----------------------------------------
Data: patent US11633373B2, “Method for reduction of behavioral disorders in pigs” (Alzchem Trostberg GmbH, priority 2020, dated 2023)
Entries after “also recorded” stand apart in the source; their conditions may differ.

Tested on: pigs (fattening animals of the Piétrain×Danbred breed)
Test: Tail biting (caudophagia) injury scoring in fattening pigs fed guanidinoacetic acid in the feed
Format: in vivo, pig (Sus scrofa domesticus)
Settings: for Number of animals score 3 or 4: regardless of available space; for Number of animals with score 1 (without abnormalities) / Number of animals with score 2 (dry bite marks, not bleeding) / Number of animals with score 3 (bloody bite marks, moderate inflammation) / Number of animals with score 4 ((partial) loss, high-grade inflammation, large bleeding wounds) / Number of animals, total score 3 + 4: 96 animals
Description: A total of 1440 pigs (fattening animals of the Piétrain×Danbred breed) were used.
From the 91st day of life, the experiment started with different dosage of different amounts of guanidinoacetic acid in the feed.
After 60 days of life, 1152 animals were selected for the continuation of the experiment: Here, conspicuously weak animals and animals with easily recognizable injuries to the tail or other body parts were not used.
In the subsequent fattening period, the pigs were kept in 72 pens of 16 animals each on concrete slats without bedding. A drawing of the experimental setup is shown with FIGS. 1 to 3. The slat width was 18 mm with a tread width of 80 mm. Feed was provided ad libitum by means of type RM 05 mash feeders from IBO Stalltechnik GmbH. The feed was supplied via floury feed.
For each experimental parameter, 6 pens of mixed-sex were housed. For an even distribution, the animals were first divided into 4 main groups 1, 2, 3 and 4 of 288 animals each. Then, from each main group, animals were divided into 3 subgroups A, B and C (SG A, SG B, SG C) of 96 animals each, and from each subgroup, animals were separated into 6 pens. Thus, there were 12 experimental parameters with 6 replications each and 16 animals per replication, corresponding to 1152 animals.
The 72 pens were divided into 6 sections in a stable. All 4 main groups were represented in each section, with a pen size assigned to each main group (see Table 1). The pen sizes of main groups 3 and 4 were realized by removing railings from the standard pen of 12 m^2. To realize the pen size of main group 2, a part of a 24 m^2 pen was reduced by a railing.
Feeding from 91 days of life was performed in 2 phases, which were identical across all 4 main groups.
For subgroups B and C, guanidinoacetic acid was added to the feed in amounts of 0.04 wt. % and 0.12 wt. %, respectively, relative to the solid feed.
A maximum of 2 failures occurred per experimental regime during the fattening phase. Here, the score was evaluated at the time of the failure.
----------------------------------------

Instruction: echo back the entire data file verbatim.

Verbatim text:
Data: patent US11633373B2, “Method for reduction of behavioral disorders in pigs” (Alzchem Trostberg GmbH, priority 2020, dated 2023)
Entries after “also recorded” stand apart in the source; their conditions may differ.

Tested on: pigs (fattening animals of the Piétrain×Danbred breed)
Test: Tail biting (caudophagia) injury scoring in fattening pigs fed guanidinoacetic acid in the feed
Format: in vivo, pig (Sus scrofa domesticus)
Settings: for Number of animals score 3 or 4: regardless of available space; for Number of animals with score 1 (without abnormalities) / Number of animals with score 2 (dry bite marks, not bleeding) / Number of animals with score 3 (bloody bite marks, moderate inflammation) / Number of animals with score 4 ((partial) loss, high-grade inflammation, large bleeding wounds) / Number of animals, total score 3 + 4: 96 animals
Description: A total of 1440 pigs (fattening animals of the Piétrain×Danbred breed) were used.
From the 91st day of life, the experiment started with different dosage of different amounts of guanidinoacetic acid in the feed.
After 60 days of life, 1152 animals were selected for the continuation of the experiment: Here, conspicuously weak animals and animals with easily recognizable injuries to the tail or other body parts were not used.
In the subsequent fattening period, the pigs were kept in 72 pens of 16 animals each on concrete slats without bedding. A drawing of the experimental setup is shown with FIGS. 1 to 3. The slat width was 18 mm with a tread width of 80 mm. Feed was provided ad libitum by means of type RM 05 mash feeders from IBO Stalltechnik GmbH. The feed was supplied via floury feed.
For each experimental parameter, 6 pens of mixed-sex were housed. For an even distribution, the animals were first divided into 4 main groups 1, 2, 3 and 4 of 288 animals each. Then, from each main group, animals were divided into 3 subgroups A, B and C (SG A, SG B, SG C) of 96 animals each, and from each subgroup, animals were separated into 6 pens. Thus, there were 12 experimental parameters with 6 replications each and 16 animals per replication, corresponding to 1152 animals.
The 72 pens were divided into 6 sections in a stable. All 4 main groups were represented in each section, with a pen size assigned to each main group (see Table 1). The pen sizes of main groups 3 and 4 were realized by removing railings from the standard pen of 12 m^2. To realize the pen size of main group 2, a part of a 24 m^2 pen was reduced by a railing.
Feeding from 91 days of life was performed in 2 phases, which were identical across all 4 main groups.
For subgroups B and C, guanidinoacetic acid was added to the feed in amounts of 0.04 wt. % and 0.12 wt. %, respectively, relative to the solid feed.
A maximum of 2 failures occurred per experimental regime during the fattening phase. Here, the score was evaluated at the time of the failure.